Definition of Error

1. Noun. A wrong action attributable to bad judgment or ignorance or inattention. "I could understand his English in spite of his grammatical faults"




2. Noun. Inadvertent incorrectness.
Exact synonyms: Erroneousness
Generic synonyms: Incorrectness, Wrongness
Specialized synonyms: Deviation
Derivative terms: Erroneous, Err

3. Noun. A misconception resulting from incorrect information.
Exact synonyms: Erroneous Belief
Generic synonyms: Misconception

4. Noun. (baseball) a failure of a defensive player to make an out when normal play would have sufficed.
Exact synonyms: Misplay
Generic synonyms: Failure
Category relationships: Baseball, Baseball Game
Derivative terms: Misplay

5. Noun. Departure from what is ethically acceptable.
Exact synonyms: Wrongdoing
Generic synonyms: Evil, Evilness

6. Noun. (computer science) the occurrence of an incorrect result produced by a computer.
Exact synonyms: Computer Error
Category relationships: Computer Science, Computing
Generic synonyms: Happening, Natural Event, Occurrence, Occurrent
Specialized synonyms: Hardware Error, Programming Error, Software Error, Algorithm Error

7. Noun. Part of a statement that is not correct. "The book was full of errors"
Exact synonyms: Mistake
Generic synonyms: Misstatement
Specialized synonyms: Corrigendum, Erratum, Literal, Literal Error, Misprint, Typo, Typographical Error
Derivative terms: Mistake

Definition of Error

1. n. A wandering; a roving or irregular course.

Definition of Error

1. Noun. The state, quality, or condition of being wrong. ¹

2. Noun. A mistake; an accidental wrong action or a false statement not made deliberately. ¹

3. Noun. (computing countable) A failure to complete a task, usually involving a premature termination. ¹

4. Noun. (statistics countable) The difference between a measured or calculated value and a true one. ¹

5. Noun. (baseball countable) A play which is scored as having been made incorrectly. ¹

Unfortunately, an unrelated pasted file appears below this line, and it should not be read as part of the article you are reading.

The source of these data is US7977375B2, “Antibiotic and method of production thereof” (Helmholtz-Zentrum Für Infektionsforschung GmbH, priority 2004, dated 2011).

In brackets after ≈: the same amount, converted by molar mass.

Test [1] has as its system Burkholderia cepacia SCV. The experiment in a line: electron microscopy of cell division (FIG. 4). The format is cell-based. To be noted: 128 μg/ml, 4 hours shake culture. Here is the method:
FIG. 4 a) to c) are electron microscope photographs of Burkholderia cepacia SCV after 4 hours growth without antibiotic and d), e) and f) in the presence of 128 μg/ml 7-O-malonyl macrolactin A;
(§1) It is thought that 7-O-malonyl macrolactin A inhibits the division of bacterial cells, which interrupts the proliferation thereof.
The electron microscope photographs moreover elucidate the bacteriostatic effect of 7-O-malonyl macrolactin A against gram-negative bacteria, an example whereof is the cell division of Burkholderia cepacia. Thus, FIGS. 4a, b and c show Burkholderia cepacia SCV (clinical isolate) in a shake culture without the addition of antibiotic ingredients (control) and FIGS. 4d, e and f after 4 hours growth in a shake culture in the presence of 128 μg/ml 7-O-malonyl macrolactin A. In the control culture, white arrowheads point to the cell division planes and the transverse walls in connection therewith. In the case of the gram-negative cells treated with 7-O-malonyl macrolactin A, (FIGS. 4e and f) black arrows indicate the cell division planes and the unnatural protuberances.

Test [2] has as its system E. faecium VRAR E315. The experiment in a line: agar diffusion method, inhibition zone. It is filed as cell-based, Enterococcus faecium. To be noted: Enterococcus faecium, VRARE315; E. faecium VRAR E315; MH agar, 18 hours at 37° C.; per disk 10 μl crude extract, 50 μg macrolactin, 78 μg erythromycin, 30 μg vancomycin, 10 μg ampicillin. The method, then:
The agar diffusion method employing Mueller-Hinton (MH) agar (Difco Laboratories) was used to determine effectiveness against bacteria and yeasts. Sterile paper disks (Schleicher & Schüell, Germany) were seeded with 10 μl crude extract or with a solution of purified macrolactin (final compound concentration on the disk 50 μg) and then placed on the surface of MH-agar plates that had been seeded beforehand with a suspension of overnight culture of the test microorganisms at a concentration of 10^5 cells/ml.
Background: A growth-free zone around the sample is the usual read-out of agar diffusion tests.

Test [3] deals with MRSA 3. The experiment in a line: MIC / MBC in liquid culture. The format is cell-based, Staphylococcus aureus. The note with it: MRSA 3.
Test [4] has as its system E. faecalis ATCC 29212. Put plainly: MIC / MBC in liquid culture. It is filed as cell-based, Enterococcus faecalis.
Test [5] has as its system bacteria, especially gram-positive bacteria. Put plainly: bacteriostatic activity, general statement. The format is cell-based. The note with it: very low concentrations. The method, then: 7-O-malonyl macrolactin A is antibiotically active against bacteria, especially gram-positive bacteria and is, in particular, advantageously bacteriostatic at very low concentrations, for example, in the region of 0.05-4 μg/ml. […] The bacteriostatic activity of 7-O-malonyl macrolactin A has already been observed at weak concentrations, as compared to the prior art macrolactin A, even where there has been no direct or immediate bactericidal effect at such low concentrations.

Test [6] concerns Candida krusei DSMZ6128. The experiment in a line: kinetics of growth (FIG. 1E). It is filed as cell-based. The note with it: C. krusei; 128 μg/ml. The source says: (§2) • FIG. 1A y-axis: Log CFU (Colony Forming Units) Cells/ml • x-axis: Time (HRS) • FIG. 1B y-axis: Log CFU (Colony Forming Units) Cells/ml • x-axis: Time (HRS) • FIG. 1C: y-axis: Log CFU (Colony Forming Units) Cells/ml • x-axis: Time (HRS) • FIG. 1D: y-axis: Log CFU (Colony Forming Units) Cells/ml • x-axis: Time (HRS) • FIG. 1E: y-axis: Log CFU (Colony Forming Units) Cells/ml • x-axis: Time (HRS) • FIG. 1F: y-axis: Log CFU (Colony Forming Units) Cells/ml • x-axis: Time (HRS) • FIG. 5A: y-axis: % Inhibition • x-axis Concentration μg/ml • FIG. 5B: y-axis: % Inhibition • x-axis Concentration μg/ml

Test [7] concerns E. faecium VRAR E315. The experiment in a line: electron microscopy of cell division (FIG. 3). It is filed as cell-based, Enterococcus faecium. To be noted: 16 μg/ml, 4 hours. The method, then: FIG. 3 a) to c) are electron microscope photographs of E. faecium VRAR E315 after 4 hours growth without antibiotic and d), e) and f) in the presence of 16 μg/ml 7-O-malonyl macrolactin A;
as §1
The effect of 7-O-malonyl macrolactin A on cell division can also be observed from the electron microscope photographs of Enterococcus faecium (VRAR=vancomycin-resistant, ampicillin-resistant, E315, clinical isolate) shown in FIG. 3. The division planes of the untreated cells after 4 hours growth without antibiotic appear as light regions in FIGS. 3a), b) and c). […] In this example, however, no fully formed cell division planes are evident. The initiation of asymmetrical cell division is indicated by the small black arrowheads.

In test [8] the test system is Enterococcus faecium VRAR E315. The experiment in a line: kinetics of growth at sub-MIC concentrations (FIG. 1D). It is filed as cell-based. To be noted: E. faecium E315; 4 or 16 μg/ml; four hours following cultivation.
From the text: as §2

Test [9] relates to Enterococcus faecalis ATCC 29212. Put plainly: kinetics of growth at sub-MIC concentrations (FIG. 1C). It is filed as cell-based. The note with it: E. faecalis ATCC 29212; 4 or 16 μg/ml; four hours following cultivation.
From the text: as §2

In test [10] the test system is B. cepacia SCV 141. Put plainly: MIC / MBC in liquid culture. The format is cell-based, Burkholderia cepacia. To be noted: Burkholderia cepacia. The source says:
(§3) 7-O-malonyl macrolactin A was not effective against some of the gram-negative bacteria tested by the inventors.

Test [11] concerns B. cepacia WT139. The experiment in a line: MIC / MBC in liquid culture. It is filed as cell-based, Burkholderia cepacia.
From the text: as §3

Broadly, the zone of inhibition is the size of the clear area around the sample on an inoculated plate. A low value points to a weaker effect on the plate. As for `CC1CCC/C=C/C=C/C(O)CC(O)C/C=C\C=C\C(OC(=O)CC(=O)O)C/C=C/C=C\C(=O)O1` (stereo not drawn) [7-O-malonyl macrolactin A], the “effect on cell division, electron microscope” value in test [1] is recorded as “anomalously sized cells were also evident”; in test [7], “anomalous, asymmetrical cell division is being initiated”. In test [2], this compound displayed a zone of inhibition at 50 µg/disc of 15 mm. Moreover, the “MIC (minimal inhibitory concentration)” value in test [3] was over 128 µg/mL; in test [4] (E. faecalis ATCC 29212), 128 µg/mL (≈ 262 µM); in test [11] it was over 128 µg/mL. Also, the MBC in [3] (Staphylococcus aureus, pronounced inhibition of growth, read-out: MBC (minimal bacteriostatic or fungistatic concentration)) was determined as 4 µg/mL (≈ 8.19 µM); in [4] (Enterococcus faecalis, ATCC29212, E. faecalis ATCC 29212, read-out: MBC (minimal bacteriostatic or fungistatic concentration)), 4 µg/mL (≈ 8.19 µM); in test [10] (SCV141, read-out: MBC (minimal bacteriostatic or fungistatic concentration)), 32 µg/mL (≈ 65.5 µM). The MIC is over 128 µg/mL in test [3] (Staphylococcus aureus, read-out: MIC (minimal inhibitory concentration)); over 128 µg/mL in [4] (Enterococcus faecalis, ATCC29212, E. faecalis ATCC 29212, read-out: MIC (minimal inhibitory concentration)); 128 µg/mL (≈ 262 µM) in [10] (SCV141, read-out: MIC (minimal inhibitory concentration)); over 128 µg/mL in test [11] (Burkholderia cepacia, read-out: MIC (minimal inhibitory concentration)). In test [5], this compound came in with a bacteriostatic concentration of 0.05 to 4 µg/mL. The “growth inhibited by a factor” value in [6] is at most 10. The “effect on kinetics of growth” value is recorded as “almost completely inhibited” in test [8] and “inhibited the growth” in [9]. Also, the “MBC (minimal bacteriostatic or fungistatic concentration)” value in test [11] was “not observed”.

6. Noun. (context: appellate legal uncountable) One or more mistakes in a trial that could be grounds for review of the judgement. ¹

7. Verb. (computing) To function improperly due to an error, especially accompanied by error message. ¹

8. Verb. (telecommunications) To show or contain an error or fault. ¹

9. Verb. (nonstandard) To err. ¹

¹ Source: wiktionary.com

Definition of Error

1. a mistake [n -S]

Medical Definition of Error

1. 1. A wandering; a roving or irregular course. "The rest of his journey, his error by sea." (B. Jonson) 2. A wandering or deviation from the right course or standard; irregularity; mistake; inaccuracy; something made wrong or left wrong; as, an error in writing or in printing; a clerical error. 3. A departing or deviation from the truth; falsity; false notion; wrong opinion; mistake; misapprehension. "H judgment was often in error, though his candor remained unimpaired." (Bancroft) 4. A moral offense; violation of duty; a sin or transgression; iniquity; fault. 5. The difference between the approximate result and the true result; used particularly in the rule of double position. 6. The difference between an observed value and the true value of a quantity. The difference between the observed value of a quantity and that which is taken or computed to be the true value; sometimes called residual error. 7. A mistake in the proceedings of a court of record in matters of law or of fact. 8. A fault of a player of the side in the field which results in failure to put out a player on the other side, or gives him an unearned base. Law of error, or Law of frequency of error, an original writ, which lies after judgment in an action at law, in a court of record, to correct some alleged error in the proceedings, or in the judgment of the court. Synonym: Mistake, fault, blunder, failure, fallacy, delusion, hallucination, sin. See Blunder. Origin: OF. Error, errur, F. Erreur, L. Error, fr. Errare to err. Source: Websters Dictionary (01 Mar 1998)